US Government Loses a Nuclear Rod in TexasYou know how you occasionally misplace your keys or important documents? Well, the government has just had one of those moments. But instead of keys, they misplaced a nuclear rod. And rather than losing it for a few hours at most, the nuclear fuel rod has been missing for over a week.
NRC Image of Fuel Pellets ready for Fuel Assembly completion
The 7-inch rod was reported lost by Halliburton on September 11th, after a three man geological survey crew drove from a site near Pecos to another south of Odessa. That's a 130 mile stretch. Nuclear rods like this are used to identify oil and gas deposits in wells.
Fortunately, the FBI have concluded that there was no criminal activity involved with the loss of the rod. Likely it was one of the three crew members who just happened to misplace it. In addition, rods like this one pose comparatively little risk. The Americium-241/beryllium mixture is radioactive, but not enough to be turned into a weapon. Even when found, the National Guard is only instructing people to stay 25 feet back from it. Americium-241 is actually quite common--if your home has a fire alarm, you have some, too. The americium-241 is only there to encourage the beryllium to shed neutrons, however, which is far more serious. But the actual amount of radiation we're talking about here is still tiny. A crew incompetent enough to lose a nuclear rod was allowed to handle it, after all.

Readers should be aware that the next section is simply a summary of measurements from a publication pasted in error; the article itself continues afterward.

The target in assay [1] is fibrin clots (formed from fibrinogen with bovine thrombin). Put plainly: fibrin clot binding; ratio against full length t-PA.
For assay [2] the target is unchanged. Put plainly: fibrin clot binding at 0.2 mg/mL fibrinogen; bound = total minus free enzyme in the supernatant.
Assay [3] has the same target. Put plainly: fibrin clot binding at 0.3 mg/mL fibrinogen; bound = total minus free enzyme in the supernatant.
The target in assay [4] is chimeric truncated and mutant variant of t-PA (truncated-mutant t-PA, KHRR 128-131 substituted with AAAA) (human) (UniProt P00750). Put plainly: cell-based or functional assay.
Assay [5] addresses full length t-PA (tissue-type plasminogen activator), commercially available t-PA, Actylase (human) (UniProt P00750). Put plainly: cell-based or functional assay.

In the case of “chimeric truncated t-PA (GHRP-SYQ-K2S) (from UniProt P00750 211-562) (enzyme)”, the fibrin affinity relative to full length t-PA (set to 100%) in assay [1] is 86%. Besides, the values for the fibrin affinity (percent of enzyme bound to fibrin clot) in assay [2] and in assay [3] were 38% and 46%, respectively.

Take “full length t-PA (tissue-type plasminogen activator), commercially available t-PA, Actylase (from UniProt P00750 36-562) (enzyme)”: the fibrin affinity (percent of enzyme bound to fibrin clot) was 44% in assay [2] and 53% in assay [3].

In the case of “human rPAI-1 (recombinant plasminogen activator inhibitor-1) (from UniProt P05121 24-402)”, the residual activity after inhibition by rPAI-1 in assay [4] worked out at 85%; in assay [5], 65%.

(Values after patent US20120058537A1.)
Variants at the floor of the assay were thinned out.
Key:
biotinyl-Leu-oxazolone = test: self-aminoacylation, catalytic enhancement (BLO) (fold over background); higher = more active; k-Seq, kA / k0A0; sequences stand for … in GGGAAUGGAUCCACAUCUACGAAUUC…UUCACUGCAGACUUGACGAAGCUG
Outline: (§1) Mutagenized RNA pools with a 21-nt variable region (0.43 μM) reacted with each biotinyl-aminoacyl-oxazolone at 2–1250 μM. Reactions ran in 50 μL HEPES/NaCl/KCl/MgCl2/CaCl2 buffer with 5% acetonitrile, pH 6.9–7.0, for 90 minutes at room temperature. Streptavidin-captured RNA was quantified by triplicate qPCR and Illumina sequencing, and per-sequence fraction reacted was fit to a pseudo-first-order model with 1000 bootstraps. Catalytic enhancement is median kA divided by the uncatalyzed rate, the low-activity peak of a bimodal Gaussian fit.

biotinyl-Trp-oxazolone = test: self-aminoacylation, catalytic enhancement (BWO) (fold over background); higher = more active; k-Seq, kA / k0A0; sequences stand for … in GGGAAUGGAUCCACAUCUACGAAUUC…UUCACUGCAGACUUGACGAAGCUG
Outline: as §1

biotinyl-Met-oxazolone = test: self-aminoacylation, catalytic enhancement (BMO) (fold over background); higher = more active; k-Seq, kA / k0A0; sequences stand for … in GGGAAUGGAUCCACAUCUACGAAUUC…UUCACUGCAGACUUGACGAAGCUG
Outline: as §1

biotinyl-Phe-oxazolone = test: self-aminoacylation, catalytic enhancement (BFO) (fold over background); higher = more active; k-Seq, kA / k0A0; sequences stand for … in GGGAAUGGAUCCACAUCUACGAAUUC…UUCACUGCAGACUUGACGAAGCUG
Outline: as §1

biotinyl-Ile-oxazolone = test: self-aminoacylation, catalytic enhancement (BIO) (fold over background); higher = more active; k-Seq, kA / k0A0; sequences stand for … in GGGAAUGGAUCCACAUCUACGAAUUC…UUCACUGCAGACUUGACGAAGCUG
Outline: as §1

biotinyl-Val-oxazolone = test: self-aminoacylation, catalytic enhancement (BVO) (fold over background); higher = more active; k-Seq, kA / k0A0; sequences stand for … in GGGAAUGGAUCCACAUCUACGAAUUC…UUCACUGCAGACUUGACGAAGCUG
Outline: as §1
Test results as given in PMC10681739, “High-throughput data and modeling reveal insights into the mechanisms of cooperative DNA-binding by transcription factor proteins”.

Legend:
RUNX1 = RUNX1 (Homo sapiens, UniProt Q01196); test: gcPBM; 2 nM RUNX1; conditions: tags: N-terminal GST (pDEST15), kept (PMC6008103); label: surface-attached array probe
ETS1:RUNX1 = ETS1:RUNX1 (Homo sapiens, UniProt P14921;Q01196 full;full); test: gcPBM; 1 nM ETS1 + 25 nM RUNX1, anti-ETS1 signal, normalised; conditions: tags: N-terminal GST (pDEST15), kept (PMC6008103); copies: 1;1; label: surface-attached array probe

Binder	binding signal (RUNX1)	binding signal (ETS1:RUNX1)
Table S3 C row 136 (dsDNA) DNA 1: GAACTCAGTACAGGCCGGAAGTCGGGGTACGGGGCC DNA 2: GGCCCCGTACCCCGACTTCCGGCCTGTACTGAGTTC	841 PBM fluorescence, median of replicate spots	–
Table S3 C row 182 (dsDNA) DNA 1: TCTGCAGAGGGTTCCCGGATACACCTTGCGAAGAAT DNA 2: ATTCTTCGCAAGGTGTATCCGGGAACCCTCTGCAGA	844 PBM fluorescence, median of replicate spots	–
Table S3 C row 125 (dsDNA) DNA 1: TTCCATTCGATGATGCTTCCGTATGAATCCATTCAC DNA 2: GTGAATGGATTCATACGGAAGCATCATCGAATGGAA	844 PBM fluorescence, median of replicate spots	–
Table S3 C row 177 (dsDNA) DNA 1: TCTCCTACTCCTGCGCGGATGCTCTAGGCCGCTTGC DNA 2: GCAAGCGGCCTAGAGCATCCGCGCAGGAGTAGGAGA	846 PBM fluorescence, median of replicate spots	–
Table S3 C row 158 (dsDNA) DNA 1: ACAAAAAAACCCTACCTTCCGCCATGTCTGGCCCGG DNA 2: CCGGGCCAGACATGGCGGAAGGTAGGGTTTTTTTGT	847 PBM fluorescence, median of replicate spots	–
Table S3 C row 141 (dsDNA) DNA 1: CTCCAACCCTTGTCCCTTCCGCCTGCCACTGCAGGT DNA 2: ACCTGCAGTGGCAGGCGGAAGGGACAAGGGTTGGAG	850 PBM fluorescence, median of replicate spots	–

The real danger here seems to be an economic one. If this rod gets mixed in with other common metals, melted down, and sent out to make car frames, well, that entire batch of metal must be scrapped. This has happened before. An incident in Florida cost $25 million to fix.
So the rod really doesn't pose much of a threat. But let's be honest: the fact that a nuclear rod was lost in the first place is terrifying enough. You'd think they would known to hold on tight to those things.